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Processing and characterization of mechanical and biocompatibility properties of (TiZrNbTa)90Cu10-xAgx and (TiZrNbMo)90Cu10-xAgx (X = 0, 2.5, 5.0, 7.5 and 10 at%) multicomponent alloys designed for the biomedical applications

Grant number: 23/07884-3
Support Opportunities:Scholarships in Brazil - Doctorate
Effective date (Start): September 01, 2023
Effective date (End): August 31, 2027
Field of knowledge:Engineering - Materials and Metallurgical Engineering - Physical Metallurgy
Principal Investigator:Ricardo Floriano
Grantee:Payam Edalati
Host Institution: Faculdade de Ciências Aplicadas (FCA). Universidade Estadual de Campinas (UNICAMP). Limeira , SP, Brazil
Associated research grant:22/03024-7 - Structure, processing and properties of advanced multicomponent alloys for biomedical and energy storage applications, AP.PNGP.PI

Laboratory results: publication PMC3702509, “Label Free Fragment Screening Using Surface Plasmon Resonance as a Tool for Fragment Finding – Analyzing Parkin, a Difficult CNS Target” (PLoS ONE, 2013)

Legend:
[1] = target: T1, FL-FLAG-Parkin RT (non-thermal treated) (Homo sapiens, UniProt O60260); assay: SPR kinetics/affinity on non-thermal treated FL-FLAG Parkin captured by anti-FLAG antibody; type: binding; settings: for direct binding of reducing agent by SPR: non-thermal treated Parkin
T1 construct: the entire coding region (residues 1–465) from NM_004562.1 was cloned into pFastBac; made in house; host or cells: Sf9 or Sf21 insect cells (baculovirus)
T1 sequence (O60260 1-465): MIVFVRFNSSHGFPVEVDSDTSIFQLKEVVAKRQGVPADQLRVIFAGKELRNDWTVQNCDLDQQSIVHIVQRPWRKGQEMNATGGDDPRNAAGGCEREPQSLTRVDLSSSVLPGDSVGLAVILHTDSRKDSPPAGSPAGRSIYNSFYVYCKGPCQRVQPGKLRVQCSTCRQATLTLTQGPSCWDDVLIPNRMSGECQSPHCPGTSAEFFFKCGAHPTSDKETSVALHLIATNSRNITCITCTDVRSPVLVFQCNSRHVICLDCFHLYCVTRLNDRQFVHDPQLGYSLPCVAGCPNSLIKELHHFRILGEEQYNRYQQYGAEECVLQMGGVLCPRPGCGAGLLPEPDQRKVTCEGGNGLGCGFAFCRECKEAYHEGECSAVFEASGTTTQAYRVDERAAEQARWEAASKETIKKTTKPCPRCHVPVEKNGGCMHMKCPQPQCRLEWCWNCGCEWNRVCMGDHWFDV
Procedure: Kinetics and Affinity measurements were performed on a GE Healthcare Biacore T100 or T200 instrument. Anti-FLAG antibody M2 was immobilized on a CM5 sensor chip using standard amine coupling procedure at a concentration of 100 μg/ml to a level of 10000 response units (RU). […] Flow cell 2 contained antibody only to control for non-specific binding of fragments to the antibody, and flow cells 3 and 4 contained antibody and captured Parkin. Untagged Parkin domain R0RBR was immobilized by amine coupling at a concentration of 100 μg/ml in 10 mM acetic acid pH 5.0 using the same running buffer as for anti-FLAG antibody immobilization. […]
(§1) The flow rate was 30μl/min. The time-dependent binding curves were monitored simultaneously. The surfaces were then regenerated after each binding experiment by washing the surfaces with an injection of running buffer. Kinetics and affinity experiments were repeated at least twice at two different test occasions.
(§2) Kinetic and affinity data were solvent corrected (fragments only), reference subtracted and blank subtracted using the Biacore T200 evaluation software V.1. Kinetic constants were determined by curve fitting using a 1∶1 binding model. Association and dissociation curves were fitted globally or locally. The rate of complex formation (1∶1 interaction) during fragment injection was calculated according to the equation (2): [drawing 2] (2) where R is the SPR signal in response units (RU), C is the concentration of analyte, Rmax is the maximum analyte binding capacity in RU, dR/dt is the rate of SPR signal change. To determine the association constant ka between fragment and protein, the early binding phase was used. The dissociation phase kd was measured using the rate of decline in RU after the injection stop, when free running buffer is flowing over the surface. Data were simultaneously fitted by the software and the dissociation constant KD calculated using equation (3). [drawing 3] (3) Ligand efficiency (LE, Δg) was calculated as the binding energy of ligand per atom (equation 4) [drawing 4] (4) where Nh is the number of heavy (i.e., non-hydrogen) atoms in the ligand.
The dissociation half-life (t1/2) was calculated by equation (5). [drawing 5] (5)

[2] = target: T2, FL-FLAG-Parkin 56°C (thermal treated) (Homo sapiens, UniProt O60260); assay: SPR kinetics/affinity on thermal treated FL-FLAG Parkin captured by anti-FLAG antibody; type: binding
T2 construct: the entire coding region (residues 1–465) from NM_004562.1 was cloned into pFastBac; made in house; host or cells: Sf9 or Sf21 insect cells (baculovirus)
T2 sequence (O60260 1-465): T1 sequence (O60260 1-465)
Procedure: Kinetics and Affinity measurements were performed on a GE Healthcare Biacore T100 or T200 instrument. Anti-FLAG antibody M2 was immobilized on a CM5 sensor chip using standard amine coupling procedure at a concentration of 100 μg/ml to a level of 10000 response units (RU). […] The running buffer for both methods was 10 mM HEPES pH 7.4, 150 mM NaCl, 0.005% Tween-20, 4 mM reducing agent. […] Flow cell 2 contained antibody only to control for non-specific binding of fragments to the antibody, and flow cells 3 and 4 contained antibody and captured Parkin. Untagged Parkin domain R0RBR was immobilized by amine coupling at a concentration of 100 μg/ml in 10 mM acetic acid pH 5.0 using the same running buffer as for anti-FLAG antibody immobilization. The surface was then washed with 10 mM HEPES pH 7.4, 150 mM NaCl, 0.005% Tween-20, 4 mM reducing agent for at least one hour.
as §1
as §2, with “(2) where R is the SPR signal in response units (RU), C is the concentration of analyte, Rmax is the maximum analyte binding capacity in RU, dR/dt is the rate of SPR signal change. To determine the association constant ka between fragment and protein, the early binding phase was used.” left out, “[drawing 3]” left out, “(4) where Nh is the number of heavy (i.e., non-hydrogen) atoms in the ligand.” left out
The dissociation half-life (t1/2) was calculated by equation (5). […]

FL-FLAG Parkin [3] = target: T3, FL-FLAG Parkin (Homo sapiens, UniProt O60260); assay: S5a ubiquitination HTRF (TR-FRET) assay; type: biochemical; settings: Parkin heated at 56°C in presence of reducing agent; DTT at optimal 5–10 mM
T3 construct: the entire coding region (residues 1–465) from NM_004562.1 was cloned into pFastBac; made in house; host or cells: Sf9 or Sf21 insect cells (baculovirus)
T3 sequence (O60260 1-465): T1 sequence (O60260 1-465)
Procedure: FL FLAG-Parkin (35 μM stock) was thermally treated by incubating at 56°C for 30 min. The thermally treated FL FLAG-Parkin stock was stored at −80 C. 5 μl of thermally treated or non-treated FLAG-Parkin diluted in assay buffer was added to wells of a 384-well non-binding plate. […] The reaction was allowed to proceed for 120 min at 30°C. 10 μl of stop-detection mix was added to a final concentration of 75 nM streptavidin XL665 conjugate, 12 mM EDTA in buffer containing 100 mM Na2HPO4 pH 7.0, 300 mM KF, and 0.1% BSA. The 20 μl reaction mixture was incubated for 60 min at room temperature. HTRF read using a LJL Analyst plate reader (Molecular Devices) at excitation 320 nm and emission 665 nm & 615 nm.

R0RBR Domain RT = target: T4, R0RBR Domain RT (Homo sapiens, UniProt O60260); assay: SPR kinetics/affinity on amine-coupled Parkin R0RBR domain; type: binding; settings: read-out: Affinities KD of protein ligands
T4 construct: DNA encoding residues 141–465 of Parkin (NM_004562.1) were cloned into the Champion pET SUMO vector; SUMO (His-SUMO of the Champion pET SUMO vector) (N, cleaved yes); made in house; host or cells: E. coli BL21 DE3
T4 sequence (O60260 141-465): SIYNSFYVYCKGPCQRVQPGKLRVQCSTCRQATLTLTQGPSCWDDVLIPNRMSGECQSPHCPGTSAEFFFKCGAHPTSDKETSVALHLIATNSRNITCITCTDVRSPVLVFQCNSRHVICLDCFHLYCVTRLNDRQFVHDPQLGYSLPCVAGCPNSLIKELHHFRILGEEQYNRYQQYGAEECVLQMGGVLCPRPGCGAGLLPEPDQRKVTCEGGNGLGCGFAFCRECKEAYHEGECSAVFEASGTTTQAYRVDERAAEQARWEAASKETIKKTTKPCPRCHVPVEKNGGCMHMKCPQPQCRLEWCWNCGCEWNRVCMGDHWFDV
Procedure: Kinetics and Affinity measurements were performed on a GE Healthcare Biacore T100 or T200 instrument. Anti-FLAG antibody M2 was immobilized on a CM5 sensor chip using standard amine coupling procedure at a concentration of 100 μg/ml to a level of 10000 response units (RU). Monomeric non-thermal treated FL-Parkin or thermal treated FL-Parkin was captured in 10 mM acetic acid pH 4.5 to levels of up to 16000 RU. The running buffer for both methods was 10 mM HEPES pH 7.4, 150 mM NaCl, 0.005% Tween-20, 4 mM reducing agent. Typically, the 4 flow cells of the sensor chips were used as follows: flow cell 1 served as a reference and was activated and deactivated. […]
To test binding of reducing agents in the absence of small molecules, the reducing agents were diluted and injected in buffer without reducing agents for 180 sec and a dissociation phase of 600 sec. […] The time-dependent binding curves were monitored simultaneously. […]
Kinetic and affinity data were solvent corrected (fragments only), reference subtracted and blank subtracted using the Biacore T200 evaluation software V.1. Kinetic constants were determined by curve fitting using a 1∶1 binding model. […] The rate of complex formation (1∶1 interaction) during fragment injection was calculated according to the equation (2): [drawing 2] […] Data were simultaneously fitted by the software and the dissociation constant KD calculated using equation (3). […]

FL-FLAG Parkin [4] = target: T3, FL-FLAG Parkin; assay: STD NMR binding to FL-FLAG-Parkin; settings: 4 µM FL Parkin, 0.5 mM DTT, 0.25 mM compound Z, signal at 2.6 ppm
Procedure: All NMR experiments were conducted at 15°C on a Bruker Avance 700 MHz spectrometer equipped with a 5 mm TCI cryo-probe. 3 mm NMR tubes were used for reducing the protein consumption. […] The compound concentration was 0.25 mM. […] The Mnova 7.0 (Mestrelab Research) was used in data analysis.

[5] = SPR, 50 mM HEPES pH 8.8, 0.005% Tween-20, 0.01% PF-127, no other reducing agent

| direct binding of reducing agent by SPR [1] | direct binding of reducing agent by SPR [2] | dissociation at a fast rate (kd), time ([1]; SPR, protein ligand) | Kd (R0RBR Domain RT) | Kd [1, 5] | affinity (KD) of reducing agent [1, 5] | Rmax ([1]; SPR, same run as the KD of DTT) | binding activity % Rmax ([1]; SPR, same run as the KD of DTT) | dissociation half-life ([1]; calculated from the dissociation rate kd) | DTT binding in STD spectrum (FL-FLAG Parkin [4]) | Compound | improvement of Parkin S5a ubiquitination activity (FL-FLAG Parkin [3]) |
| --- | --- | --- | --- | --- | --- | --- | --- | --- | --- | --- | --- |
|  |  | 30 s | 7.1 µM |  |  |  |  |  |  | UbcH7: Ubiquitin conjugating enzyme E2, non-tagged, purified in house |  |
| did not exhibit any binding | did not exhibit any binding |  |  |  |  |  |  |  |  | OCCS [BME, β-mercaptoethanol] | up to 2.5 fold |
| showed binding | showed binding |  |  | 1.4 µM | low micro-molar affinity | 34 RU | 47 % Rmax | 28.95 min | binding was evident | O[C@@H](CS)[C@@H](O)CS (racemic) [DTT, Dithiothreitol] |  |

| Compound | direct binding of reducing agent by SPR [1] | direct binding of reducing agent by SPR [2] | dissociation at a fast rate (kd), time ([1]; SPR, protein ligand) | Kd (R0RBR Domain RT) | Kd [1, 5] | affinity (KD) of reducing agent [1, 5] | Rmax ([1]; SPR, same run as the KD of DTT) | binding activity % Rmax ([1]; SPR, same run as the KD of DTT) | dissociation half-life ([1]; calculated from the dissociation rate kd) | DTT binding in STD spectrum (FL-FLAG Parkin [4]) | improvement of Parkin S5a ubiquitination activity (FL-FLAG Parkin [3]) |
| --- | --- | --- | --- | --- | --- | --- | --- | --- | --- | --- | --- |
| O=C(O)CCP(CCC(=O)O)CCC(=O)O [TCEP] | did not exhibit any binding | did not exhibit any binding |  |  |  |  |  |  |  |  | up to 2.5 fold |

This doctoral project aims to conduct a comprehensive investigation on the synthesis and advanced microstructural characterization of multicomponent alloys in the (TiZrNbTa)90Cu10-xAgx and (TiZrNbMo)90Cu10-xAgx systems, where x = 0, 2.5, 5.0, 7.5, and 10 at%, exhibiting a body-centered cubic (BCC) crystal structure. These alloys, containing non-toxic elements, have not been previously documented in the literature. The synthesis of alloys will involve arc melting under a controlled atmosphere, followed by specific heat treatments and high-pressure torsion (HPT) to enhance mechanical properties and biocompatibility. Previous studies have demonstrated that severe plastic deformation techniques, particularly HPT, can enhance the biocompatibility of titanium and its alloys through the accumulation of plastic deformation and the formation of ultrafine grains. Cell viability assessment of the alloys before and after HPT processing will be conducted using direct cytotoxicity assays (MTT test) and flow cytometry (DNA fragmentation and cell cycle analysis). The obtained results are anticipated to provide insights into the processing-structure-property relationships of these alloys, advancing their competitive application as biomaterials. Thus, the primary objective of this doctoral project is to fabricate and optimize multicomponent alloys based on the (TiZrNbTa)90Cu10-xAgx and (TiZrNbMo)90Cu10-xAgx systems with a BCC structure for potential use as biomaterials. To achieve this, the following specific objectives will be pursued:*Comprehensive understanding of the (TiZrNbTa)90Cu10-xAgx and (TiZrNbMo)90Cu10-xAgx systems, which have been minimally explored in the literature, with regards to their biomaterial potential.*Microstructural, mechanical, and cytotoxicity characterization of the alloys to facilitate comparison with traditional biomaterials reported in the literature, aiming for a better understanding of their properties.*Evaluation of the impact and significance of incorporating heat treatments and HPT processing steps in the alloys, aiming to enhance biocompatibility through improved nanoscale dispersion and deformation behavior. (AU)

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